Web design has come a long way since the first site was published in 1991. With over one billion live websites on the internet today, it’s no surprise that this industry is here to stay.
As a preliminary to learning how to design a website, this article will hone in on the role of web design and go over helpful tips by defining critical terms and ideas, and looking at examples that will give you further insight. Here’s what we’ll cover:
What is web design
Web design vs. website development
Web design tools
Principles of design applied to websites
Functional components of web design
Visual elements of web design
Web design inspiration
Web design is the art of planning and arranging content on a website so that it can be shared and accessed online with the world. A combination of aesthetic and functional elements, web design is what determines the look of a website—such as its colors, fonts, and graphics—as well as shaping the site’s structure and the users’ experience of it.
Today, creating a website is one of the pillars of having an online presence. Because of this, the world of web design is as dynamic as ever. It is constantly evolving, including mobile apps and user interface design, to meet the growing needs of website owners and visitors alike.
Web design is often a collaborative process that combines knowledge and tools from related industries, ranging from graphic design to SEO optimization and UX. Web designers will often bring together professionals from these areas who can optimize performance and focus on the larger process and outcome.
The first step in our web design journey is to clarify the difference between web design and website development, since the two are closely related and often (mistakenly) used interchangeably:
Web design refers to the visual design and experiential aspects of a particular website. We’re going to dive into more detail about web design throughout the rest of this article.
Website development refers to the building and maintenance of a website’s structure, and involves intricate coding systems that ensure the website functions properly.
The following are the software languages most commonly used by web developers to build a website:
HTML or HyperText Markup Language, is a coding language used to create the front end of websites. It is written to include the structure of a web page and carried out by web browsers into the websites that we see online.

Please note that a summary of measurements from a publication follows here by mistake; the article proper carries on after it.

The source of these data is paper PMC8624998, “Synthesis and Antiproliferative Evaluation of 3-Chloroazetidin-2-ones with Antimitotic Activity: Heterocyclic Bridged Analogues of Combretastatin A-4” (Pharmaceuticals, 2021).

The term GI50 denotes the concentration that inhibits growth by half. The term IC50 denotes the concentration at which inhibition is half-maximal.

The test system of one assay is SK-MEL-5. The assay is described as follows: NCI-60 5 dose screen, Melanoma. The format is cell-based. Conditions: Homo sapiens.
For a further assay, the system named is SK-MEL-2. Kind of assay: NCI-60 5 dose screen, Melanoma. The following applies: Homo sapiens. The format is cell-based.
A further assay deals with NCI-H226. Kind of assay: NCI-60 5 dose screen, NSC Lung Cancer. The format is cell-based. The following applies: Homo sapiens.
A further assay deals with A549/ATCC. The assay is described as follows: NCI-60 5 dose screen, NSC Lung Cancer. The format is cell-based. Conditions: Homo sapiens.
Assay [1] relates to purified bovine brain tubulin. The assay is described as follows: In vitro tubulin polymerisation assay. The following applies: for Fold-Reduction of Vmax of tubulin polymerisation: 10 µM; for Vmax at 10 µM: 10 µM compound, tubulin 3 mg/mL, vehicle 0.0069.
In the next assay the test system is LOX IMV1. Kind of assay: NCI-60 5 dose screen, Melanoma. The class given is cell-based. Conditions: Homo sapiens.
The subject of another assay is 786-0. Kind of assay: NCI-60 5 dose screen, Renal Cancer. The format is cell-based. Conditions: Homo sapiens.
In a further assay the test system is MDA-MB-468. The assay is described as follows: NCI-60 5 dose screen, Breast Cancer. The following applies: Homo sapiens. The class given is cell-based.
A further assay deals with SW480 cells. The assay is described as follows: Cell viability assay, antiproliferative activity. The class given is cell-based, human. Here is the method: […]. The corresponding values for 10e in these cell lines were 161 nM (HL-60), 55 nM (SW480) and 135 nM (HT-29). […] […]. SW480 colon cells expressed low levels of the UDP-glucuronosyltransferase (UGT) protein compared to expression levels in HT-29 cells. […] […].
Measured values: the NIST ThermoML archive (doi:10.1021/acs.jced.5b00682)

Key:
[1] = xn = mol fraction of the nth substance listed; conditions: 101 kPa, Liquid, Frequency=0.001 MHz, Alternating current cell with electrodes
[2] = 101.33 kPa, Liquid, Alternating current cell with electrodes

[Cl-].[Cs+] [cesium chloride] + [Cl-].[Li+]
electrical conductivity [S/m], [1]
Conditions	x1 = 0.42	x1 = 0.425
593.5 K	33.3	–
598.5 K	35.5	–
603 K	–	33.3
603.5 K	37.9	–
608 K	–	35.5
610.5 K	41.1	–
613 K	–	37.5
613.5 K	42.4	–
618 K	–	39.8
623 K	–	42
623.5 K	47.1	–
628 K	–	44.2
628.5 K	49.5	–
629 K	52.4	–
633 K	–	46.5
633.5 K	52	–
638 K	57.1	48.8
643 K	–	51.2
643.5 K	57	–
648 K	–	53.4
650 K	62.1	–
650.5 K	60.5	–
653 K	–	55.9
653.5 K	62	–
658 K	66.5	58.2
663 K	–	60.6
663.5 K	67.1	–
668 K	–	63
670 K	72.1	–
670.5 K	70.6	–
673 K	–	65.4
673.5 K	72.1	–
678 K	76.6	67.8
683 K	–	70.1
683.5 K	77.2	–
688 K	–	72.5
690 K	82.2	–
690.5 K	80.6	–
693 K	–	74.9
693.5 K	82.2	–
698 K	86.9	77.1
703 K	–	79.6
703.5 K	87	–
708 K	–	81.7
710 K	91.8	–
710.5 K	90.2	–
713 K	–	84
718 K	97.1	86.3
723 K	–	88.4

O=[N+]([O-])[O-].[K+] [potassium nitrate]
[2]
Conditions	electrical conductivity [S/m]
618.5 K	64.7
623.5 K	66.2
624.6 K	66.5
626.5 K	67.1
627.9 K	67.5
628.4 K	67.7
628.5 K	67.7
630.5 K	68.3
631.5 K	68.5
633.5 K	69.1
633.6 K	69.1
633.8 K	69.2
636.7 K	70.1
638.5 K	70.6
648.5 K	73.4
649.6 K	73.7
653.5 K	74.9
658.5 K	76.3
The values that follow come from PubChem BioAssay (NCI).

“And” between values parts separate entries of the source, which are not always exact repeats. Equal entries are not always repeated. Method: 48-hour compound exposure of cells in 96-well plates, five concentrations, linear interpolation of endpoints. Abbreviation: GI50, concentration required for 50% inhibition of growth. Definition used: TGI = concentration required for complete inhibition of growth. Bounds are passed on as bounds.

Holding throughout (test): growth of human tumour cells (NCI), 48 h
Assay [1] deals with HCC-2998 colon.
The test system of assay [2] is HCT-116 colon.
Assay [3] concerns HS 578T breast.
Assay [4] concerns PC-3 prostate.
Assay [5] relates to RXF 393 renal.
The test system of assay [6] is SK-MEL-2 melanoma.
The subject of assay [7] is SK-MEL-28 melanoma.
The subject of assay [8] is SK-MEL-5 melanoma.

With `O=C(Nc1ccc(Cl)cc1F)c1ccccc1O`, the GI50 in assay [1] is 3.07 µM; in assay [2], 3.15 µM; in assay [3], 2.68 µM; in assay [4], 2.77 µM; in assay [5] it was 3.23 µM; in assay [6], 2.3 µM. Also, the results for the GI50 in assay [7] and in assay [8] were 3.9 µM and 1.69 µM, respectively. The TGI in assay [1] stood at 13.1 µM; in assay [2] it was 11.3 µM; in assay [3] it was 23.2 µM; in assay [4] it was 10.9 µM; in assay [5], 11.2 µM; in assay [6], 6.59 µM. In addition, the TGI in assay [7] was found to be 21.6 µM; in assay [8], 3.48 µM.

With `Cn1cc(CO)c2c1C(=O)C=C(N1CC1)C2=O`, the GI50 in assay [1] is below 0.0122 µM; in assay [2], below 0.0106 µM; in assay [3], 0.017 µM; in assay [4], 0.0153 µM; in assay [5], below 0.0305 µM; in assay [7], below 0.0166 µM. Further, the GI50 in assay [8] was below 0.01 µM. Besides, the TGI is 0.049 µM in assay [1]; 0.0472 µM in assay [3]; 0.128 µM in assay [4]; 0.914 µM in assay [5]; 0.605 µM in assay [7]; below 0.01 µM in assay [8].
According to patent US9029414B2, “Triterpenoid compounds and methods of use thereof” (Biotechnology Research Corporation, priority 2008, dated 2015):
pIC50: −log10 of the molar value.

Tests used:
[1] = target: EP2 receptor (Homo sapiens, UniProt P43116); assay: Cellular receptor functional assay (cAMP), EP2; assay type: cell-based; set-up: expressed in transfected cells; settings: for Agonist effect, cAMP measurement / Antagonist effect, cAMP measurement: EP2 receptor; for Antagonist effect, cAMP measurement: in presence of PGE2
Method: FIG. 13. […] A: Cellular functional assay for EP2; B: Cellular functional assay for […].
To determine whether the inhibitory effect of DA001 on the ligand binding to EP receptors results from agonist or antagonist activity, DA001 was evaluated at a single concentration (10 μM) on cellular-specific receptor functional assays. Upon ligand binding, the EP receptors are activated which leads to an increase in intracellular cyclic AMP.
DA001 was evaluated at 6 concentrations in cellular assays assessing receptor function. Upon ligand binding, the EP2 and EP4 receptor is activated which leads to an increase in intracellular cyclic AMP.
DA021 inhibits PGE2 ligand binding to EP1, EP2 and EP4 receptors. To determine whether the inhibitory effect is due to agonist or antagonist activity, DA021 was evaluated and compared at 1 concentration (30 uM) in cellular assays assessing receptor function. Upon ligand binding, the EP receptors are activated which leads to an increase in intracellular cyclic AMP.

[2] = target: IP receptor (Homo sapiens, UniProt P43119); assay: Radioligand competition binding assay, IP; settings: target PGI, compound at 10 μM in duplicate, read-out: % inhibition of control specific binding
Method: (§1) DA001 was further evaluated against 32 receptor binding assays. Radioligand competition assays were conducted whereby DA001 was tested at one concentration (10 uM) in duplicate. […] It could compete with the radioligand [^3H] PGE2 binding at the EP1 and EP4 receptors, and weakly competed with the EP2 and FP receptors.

CSS or Cascading Style Sheets is a programming design language that includes all relevant information relating to a webpage’s display. CSS works with HTML to design the style and formatting of a website or page, including the layout, fonts, padding, and more.
CMS or a Content Management System, is a computer software application that manages the digital content of a website. Wix is an example of a CMS, which functions as a user-friendly system for website content development. This makes it possible for individuals to create a website and make updates without the knowledge of using code.
03. Web design tools
Web designers require their own unique set of tools to create and design. There are a few key elements that will determine which types you’ll use, and at which stage you’ll need them.
Here are a few questions to consider: How big is your team? What kind of budget do you have? What kind of technical requirements will your site need? What is the overall aesthetic you wish to achieve? Will you create an adaptive or responsive design? What is the purpose of your website? The answers to these questions will also help you understand which kind of website builder you want to work with, or other design software tools.
Website builders like WordPress are great since they don’t often require code rather plugins, and come equipped with a range of ready-made templates suitable to every industry. For novice web designers, website builders are a great foundational tool that can easily be customized both in terms of visual elements and functionality. For more experienced web designers, Editor X is the ideal platform with more advanced features for layouts, interactions, effects and designed assets.
Design software tools such as Figma, Photoshop and Sketch can be used to create wireframes, custom features and design elements. However, the major difference with these tools is that all elements must be converted to code. While these tools offer creative flexibility and collaborative integrations like hand-off features to web developers, they can require more time, knowledge and resources.
One of the first parts of understanding what web design is knowing what good web design is—and how to achieve it.
We can have a look at the principles of design for reference, a theory practiced by artists and designers which outline the visual qualities any composition should aim for. Applying these principles to web design can help beginner and advanced web designers alike achieve a site with a harmonious look and feel.
Of course, these are not strict rules to follow, but rather guidelines to learn how we can apply the various elements of a website’s design. Take it from Picasso, “learn the rules like a pro, so you can break them like an artist.” Once you understand the goals of web design and become more comfortable with each website element, you can tweak the approach with a more creative touch.